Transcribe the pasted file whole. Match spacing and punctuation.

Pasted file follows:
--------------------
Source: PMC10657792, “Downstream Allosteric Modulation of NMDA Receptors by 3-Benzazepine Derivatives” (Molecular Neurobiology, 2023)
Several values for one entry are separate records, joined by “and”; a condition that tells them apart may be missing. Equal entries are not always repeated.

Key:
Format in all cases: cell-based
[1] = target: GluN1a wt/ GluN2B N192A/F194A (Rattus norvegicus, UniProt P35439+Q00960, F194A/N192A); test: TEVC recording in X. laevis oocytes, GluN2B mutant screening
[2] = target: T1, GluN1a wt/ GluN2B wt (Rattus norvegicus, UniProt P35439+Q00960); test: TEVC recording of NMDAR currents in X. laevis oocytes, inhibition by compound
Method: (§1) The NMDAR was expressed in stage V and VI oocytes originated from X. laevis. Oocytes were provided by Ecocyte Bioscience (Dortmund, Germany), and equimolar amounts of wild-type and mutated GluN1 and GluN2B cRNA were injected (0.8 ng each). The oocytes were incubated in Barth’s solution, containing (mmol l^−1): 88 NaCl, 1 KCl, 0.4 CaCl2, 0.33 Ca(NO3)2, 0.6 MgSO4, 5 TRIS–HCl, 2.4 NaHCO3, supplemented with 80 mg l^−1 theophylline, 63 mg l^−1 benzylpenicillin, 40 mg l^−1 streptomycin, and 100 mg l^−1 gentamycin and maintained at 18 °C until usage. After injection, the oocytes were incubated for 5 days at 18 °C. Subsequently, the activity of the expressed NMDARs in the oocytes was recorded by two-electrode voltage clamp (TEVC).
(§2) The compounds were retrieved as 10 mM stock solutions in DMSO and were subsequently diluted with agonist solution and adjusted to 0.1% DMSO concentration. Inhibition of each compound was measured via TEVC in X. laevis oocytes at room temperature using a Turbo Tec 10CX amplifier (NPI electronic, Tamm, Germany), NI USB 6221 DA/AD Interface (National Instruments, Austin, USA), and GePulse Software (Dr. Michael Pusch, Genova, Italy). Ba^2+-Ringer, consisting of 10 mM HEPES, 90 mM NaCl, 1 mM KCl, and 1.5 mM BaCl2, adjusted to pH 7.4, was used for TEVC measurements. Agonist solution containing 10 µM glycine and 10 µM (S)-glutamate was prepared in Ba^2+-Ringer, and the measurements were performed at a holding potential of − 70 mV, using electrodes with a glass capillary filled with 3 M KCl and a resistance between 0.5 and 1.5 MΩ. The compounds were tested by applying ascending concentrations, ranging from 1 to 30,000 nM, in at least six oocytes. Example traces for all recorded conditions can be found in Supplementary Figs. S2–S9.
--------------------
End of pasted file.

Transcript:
Source: PMC10657792, “Downstream Allosteric Modulation of NMDA Receptors by 3-Benzazepine Derivatives” (Molecular Neurobiology, 2023)
Several values for one entry are separate records, joined by “and”; a condition that tells them apart may be missing. Equal entries are not always repeated.

Key:
Format in all cases: cell-based
[1] = target: GluN1a wt/ GluN2B N192A/F194A (Rattus norvegicus, UniProt P35439+Q00960, F194A/N192A); test: TEVC recording in X. laevis oocytes, GluN2B mutant screening
[2] = target: T1, GluN1a wt/ GluN2B wt (Rattus norvegicus, UniProt P35439+Q00960); test: TEVC recording of NMDAR currents in X. laevis oocytes, inhibition by compound
Method: (§1) The NMDAR was expressed in stage V and VI oocytes originated from X. laevis. Oocytes were provided by Ecocyte Bioscience (Dortmund, Germany), and equimolar amounts of wild-type and mutated GluN1 and GluN2B cRNA were injected (0.8 ng each). The oocytes were incubated in Barth’s solution, containing (mmol l^−1): 88 NaCl, 1 KCl, 0.4 CaCl2, 0.33 Ca(NO3)2, 0.6 MgSO4, 5 TRIS–HCl, 2.4 NaHCO3, supplemented with 80 mg l^−1 theophylline, 63 mg l^−1 benzylpenicillin, 40 mg l^−1 streptomycin, and 100 mg l^−1 gentamycin and maintained at 18 °C until usage. After injection, the oocytes were incubated for 5 days at 18 °C. Subsequently, the activity of the expressed NMDARs in the oocytes was recorded by two-electrode voltage clamp (TEVC).
(§2) The compounds were retrieved as 10 mM stock solutions in DMSO and were subsequently diluted with agonist solution and adjusted to 0.1% DMSO concentration. Inhibition of each compound was measured via TEVC in X. laevis oocytes at room temperature using a Turbo Tec 10CX amplifier (NPI electronic, Tamm, Germany), NI USB 6221 DA/AD Interface (National Instruments, Austin, USA), and GePulse Software (Dr. Michael Pusch, Genova, Italy). Ba^2+-Ringer, consisting of 10 mM HEPES, 90 mM NaCl, 1 mM KCl, and 1.5 mM BaCl2, adjusted to pH 7.4, was used for TEVC measurements. Agonist solution containing 10 µM glycine and 10 µM (S)-glutamate was prepared in Ba^2+-Ringer, and the measurements were performed at a holding potential of − 70 mV, using electrodes with a glass capillary filled with 3 M KCl and a resistance between 0.5 and 1.5 MΩ. The compounds were tested by applying ascending concentrations, ranging from 1 to 30,000 nM, in at least six oocytes. Example traces for all recorded conditions can be found in Supplementary Figs. S2–S9.